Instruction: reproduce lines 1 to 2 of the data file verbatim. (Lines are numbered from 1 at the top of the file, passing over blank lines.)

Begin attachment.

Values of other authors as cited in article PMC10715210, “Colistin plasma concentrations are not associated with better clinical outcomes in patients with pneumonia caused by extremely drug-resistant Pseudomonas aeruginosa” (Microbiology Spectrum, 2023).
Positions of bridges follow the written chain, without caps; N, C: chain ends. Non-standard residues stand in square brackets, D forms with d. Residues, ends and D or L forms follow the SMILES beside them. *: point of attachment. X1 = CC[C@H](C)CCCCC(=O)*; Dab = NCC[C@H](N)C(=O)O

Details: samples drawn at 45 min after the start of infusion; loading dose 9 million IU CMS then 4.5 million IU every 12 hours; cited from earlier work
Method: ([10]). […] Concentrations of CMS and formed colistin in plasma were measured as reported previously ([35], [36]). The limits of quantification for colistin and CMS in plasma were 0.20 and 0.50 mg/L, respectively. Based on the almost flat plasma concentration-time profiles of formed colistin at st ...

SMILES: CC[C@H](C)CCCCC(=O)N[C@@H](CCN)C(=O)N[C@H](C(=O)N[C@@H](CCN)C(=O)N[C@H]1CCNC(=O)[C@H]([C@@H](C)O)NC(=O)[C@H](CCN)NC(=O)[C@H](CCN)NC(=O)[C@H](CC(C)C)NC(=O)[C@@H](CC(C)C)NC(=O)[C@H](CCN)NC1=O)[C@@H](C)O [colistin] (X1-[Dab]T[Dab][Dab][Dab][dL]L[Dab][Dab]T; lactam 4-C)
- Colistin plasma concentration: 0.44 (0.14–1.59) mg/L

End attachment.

Values of other authors as cited in article PMC10715210, “Colistin plasma concentrations are not associated with better clinical outcomes in patients with pneumonia caused by extremely drug-resistant Pseudomonas aeruginosa” (Microbiology Spectrum, 2023).
Positions of bridges follow the written chain, without caps; N, C: chain ends. Non-standard residues stand in square brackets, D forms with d. Residues, ends and D or L forms follow the SMILES beside them. *: point of attachment. X1 = CC[C@H](C)CCCCC(=O)*; Dab = NCC[C@H](N)C(=O)O